In short, the best scenario that the victor of the November 3rd special election can hope for goes something like this: Beneath heavy Washington skies, following swearing in to the remainder of the 111th Congress, the Distinguished Representative, along with a few other members from terminal districts in Ohio and Pennsylvania will convoke the Jean-Paul Sartre Caucus at a cafe somewhere off DuPont Circle. Over espressos and Gauloises they will grimly deconstruct the lyrics of “Born to Run,” shrug twice, then disappear forever. C’est la vie.
Recently a woman dropped off an injured robin at our front desk for the local wildlife rehabilitator to pick up. It was in a roomy box and I simply set it aside until the rehabber came, knowing the animal was already under stress and didn’t need me peeking in at it. A couple days ago I asked the rehabber how the bird was doing.
“It was a cat attack,” she said. “It was badly injured – broken wing, head and neck injuries – it didn’t survive.” I expressed my condolences, but instead of wanting sympathy, she exclaimed “People shouldn’t let their cats outside! We need to tell them this!” So here I am, passing the word along.
Cats are natural predators, and birds, as well as mice, squirrels, snakes, baby rabbits, and insects, are on the menu. We may not think about it much if Fluffy brings home a sparrow once a year, and if it was only that, it might not seem so bad.
But, coincidentally, Audubon Magazine just came out with an article by Ted Williams about this very topic and the statistics are staggering! In one study in rural Wisconsin it was determined that there are at least 1.4 million cats running loose in the wilds of that state, and on average they are each eating about six birds a year. If you do the math, that comes out to almost eight million birds! And chances are they aren’t starlings or English sparrows, invasives we could well do without. No, these are often warblers, hummingbirds, tanagers…neotropical birds that spend the summers breeding in the north. Birds whose futures are already on shakey ground thanks to habitat loss. Birds whose populations may already hang in the balance.
Much of the article focused on the Hawaiian Islands, where feral cats (and the introduced mongoose) are wreaking havoc on the native birds, many of which are endangered species.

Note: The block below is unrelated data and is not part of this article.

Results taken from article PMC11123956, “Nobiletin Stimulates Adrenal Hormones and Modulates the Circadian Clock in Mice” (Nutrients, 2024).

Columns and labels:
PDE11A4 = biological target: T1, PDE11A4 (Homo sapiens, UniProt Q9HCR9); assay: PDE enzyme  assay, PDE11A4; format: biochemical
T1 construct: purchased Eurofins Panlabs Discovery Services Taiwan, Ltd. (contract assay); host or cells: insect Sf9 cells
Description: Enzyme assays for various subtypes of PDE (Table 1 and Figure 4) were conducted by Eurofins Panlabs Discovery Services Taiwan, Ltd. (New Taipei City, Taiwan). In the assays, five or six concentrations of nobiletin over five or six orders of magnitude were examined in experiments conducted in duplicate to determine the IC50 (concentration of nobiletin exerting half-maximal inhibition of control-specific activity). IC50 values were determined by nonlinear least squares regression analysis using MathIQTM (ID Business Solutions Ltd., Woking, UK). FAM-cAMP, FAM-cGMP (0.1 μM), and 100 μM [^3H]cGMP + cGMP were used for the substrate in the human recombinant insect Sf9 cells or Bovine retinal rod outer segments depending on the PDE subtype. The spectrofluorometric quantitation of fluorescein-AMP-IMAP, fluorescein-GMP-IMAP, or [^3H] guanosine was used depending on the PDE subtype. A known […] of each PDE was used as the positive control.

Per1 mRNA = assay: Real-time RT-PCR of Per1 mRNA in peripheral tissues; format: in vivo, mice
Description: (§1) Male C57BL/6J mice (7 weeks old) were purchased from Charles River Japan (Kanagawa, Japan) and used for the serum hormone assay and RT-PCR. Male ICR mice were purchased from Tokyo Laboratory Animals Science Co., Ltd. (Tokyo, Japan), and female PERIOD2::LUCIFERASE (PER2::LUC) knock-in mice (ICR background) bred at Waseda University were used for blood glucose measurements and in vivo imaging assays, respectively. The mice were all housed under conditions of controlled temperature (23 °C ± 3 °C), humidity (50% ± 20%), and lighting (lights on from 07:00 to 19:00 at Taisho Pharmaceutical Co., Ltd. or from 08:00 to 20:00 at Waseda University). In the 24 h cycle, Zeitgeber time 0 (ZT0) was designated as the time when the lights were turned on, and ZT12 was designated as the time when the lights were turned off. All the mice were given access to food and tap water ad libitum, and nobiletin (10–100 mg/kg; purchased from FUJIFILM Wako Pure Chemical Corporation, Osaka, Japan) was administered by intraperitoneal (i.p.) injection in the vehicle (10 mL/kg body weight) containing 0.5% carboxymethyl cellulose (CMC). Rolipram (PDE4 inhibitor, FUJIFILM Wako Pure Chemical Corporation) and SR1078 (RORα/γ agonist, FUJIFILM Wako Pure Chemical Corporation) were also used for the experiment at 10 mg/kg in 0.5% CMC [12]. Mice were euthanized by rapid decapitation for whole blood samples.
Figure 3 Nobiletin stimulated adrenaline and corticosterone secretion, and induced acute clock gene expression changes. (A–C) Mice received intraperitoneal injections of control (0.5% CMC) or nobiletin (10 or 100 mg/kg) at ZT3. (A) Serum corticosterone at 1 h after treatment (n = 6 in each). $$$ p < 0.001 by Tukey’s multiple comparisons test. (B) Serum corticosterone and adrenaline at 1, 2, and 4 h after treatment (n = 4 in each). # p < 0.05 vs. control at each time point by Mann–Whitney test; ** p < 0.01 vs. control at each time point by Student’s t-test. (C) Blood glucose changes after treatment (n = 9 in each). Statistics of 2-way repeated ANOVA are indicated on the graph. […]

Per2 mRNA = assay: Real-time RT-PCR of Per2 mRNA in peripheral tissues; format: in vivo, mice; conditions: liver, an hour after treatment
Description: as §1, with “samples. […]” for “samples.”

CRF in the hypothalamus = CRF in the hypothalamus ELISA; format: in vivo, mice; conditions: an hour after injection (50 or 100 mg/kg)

Well, we say, the solution is easy: trap out the cats. And it would seem easy, except cats have a huge and powerful lobby. Cats? A lobby? Yes – believe it or not, feral cat advocacy groups have sprouted up all over the US (and its territories). Their philosophy is to trap the cats, spay or neuter them, and then release them back into the wild. In theory, they will not be able to reproduce and over time the colonies will disappear. In reality, you’d have to trap and fix 70-90% of the cats in any wild population to even make a dent in the population (and that doesn’t factor in other feral cats, or newly dumped pets, joining the existing colony). Cats are difficult to trap, so in reality, that percentage is rarely reached. But let’s say 90% get fixed and are all turned loose again. Those cats may not be able to breed, but they can still hunt, and that is the problem.
So the advocacy groups put out kibble. Fluffy will be fed, then, and won’t be hungry. Well, if you have a cat, you know that Fluffy doesn’t necessarily hunt for food. Fluffy hunts for the thrill of the stalk, the joy of the capture, the pleasure of playing with the prey.
While reading the article, I was horrified to learn that the cats’ lobby is so strong that Fluffy and his friends have more protection than endangered species! It’s hard to believe.
Nationwide, millions and millions of birds lose their lives to cats. Many of these cats are feral, but many are also pets, pets that are let outside so they can “do what cats are supposed to do.” In rural areas, the numbers are high, for farmers like their barn cats, and we rural folks like to believe that cats should be able to hunt. But the truth is that the wildlife cannot support Fluffy’s habits. Not only are the birds suffering, but in some places Fluffy has reduced the wild prey to such levels that the natural predators don’t have enough to eat. And then there’s the spread of disease, things like toxoplasmosis, which can be deadly.
When I walk around my neighborhood, I often see my neighbors’ cats out for a stroll or a hunt. And recently I’ve seen young cats, no doubt feral, that are lurking around bird feeders and garages, looking for small mammals and birds. And I admit, I let my own cat out occasionally in the summer, but my yard is fenced and he’s too old, fat and lazy to chase a bird. Or so I tell myself.
The upshot of this story is a plea to folks to think twice about letting Fluffy outside to hunt. Most domestic cats are content to live the life of Riley indoors, where food and comfort are in plentiful supply. If you feel Fluffy needs to hunt, there are plenty of cat toys out there that you can supply, and this will also give you the opportunity to spend quality time with your cat. And if you know of a feral cat, or a feral cat colony, consider the impact it is having on the wildlife. Instead of maintaining it, look into capturing the offeder(s) and getting it/them into an animal shelter. Remember, there are plenty of cats in the world; it’s the wildlife that is in decline.